Our SMART Goal: By June 2015, ___%* of the learners (inclusive of all adults and students) in SGDSB will demonstrate growth in their efficacy towards learning as measured by surveys and exit cards**.
*yet to be determined **(summarized for this post)
As a district, we are working hard at figuring out how to move the adults and the students (all of whom are learners!) towards adopting a growth mindset. It seems that we have a pretty good understanding of what a growth mindset is (theoretically). We know that having a growth mindset is at the core of achieving our Learner Centered Environment, and we know that our Conditions for Learning are part of the HOW of achieving that learning mindset. The Assessment for Learning Strategies and Key Components (from Black and Wiliam, 1998) are the teaching and learning strategies that the Conditions for Learning are in service to. Thus, while this work is complex, growth in any area will likely impact the others. Have a look at a this draft visual representation of our Board Learning Plan work.
The following article also supports these connections:
Our SMART goal (above) is the result of the realization of our Conditions for Learning within an Assessment for Learning Culture in every learning environment – classroom, school, PLC, etc, in our district. Anyone who is teaching anything to anyone needs to embed our Conditions for Learning and the Assessment for Learning strategies and 5 Key elements – it is only this way that we will begin to see if our theory of action (below) is true.
If we foster learner centered environments and pedagogy, then learners will possess an increased sense of belonging and be motivated to learn.
While this level of understanding is essential, we need to dig deeply into how we create this growth mindset in every learner -in both the adults (think about your own mindset as a leader) and the students – as we strive to create and foster the learner centered culture in our district. We know that there is need to fully understand our own mindsets, as learners. To do this, we need to engage in our own personal self-reflections against indicators of a growth mindset. For our student learners, there is a need to explicitly teach what it means to have a growth mindset, and to foster this type of thinking in our schools. This is the practical work…and it is only the practical work that will lead us to full integration into who we are as learners. We need to practice and model having a growth mindset in order to fully realize the impact and the potential of this way of being. As Will Smith says, “you have to believe it”! (http://www.youtube.com/watch?v=XkziAM_ZyDM )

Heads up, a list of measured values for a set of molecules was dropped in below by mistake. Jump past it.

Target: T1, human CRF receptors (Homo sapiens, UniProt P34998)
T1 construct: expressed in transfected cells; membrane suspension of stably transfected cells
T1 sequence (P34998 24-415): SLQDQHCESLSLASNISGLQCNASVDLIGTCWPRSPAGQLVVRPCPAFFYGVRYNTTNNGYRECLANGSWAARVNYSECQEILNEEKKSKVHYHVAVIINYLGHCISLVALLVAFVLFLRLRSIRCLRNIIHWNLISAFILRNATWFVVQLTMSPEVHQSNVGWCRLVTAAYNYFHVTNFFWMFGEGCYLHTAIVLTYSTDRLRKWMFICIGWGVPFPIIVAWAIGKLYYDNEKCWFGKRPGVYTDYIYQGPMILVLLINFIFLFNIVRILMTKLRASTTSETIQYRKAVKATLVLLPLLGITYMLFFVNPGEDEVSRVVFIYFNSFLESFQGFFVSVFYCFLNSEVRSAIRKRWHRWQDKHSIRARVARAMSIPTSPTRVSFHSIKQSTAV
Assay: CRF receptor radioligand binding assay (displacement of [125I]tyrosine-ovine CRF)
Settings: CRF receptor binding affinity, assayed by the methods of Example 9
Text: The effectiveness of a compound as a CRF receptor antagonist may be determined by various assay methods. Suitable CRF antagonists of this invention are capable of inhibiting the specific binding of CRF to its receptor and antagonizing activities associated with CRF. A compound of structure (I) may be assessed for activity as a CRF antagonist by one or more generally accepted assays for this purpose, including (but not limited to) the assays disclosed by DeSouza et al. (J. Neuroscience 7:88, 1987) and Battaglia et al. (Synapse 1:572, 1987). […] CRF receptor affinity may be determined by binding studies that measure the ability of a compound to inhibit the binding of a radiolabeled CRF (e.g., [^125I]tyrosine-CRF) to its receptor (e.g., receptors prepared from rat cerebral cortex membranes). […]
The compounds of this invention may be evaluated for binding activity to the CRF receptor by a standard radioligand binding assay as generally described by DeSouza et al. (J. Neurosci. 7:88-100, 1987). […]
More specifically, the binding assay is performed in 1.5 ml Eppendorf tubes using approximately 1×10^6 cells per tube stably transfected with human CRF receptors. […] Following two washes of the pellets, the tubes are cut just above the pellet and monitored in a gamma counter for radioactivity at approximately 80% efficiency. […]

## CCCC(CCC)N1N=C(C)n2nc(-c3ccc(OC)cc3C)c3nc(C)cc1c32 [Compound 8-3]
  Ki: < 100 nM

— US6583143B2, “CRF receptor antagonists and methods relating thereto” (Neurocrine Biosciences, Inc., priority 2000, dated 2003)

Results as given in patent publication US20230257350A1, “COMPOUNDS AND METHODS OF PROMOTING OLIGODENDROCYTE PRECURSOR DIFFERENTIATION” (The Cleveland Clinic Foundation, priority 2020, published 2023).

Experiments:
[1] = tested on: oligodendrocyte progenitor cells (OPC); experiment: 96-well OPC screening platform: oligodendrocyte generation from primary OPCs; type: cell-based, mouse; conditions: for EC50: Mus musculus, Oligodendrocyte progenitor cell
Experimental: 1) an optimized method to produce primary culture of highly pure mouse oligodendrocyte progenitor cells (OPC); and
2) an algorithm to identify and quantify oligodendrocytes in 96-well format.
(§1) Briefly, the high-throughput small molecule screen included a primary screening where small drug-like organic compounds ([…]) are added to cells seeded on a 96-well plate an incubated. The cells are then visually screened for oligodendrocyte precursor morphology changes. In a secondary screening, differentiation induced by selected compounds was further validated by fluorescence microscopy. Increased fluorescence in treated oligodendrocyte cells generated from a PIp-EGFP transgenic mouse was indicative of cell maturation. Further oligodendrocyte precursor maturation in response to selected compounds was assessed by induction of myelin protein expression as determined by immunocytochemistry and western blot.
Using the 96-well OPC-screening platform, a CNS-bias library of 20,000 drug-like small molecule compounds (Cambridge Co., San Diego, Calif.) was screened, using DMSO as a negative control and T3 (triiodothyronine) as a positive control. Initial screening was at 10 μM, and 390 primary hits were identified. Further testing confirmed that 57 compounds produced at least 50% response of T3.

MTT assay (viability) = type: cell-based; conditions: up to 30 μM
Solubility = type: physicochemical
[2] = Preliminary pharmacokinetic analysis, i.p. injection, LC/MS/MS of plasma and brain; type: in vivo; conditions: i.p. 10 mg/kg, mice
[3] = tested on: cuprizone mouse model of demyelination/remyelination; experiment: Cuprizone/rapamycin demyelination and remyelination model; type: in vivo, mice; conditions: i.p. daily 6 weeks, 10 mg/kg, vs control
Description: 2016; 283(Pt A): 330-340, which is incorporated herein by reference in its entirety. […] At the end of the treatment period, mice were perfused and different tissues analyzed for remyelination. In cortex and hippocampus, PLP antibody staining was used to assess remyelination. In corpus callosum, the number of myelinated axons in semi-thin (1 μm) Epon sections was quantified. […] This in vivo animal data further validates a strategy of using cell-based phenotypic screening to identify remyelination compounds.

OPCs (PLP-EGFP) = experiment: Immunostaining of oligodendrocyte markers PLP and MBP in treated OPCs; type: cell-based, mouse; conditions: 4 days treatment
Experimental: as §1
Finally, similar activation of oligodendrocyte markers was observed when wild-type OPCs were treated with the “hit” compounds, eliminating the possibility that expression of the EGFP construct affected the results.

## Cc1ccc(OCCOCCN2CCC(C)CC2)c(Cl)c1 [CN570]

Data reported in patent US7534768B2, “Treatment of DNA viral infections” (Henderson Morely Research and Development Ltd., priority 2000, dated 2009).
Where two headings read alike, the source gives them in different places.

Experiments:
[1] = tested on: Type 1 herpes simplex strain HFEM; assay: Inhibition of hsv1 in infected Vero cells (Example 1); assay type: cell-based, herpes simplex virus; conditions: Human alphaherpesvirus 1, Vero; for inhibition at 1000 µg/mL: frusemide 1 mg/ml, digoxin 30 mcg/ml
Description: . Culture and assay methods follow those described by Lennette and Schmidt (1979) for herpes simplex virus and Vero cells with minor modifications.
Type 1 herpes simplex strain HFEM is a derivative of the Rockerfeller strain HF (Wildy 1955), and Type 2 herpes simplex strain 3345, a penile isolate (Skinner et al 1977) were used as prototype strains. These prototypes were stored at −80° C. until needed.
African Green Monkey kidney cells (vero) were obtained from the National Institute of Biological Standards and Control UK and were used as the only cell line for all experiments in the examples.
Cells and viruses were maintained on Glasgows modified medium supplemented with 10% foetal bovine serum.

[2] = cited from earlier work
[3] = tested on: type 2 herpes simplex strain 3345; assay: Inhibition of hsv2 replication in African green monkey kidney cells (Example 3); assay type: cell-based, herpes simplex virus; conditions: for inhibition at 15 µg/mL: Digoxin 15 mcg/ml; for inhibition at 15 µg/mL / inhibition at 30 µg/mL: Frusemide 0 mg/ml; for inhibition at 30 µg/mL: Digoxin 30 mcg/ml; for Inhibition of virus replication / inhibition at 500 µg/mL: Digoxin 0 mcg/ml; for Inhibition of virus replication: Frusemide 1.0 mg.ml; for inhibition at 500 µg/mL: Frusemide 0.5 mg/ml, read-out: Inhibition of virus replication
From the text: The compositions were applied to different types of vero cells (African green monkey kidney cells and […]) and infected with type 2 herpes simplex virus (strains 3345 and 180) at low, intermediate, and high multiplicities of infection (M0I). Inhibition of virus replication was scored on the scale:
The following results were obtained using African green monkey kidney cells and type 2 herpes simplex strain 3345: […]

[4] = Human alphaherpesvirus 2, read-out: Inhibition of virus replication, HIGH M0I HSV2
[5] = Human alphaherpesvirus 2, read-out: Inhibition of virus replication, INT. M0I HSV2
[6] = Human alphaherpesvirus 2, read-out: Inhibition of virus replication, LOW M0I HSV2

Below are links to a couple of excellent resources that will help us (I was planning to write about the how, but honestly, these two documents capture the first steps nicely! )
http://blogs.edweek.org/teachers/classroom_qa_with_larry_ferlazzo/2012/10/response_classroom_strategies_to_foster_a_growth_mindset.html (be sure to access some of the resources included in this blog as they lead you to tools that can be used in your work!)
http://whatkidscando.org/resources/pdf/Growth%20Mindset%20Activites%20&%20Assignments.PDF Below are links to the videos that are mentioned in this document…
http://www.youtube.com/watch?v=XkziAM_ZyDM Will Smith…awesome!!!
http://www.whatkidscando.org/featurestories/2012/12_just_listen/ (a series of videos from kids!)
http://www.youtube.com/watch?v=HhxcFGuKOys why you need to fail…another awesome video especially for our junior, intermediate and senior students!
We are well on our way to creating a school district that is learner centered. There is a strong awareness of the need to foster this environment. Our work this year is to move the theoretical into the practical; to embed our understanding of the learner centered environment into our daily practice – to make it automatic…or a way of being.
Thoughts? Does the connection between the work make sense? Until next week…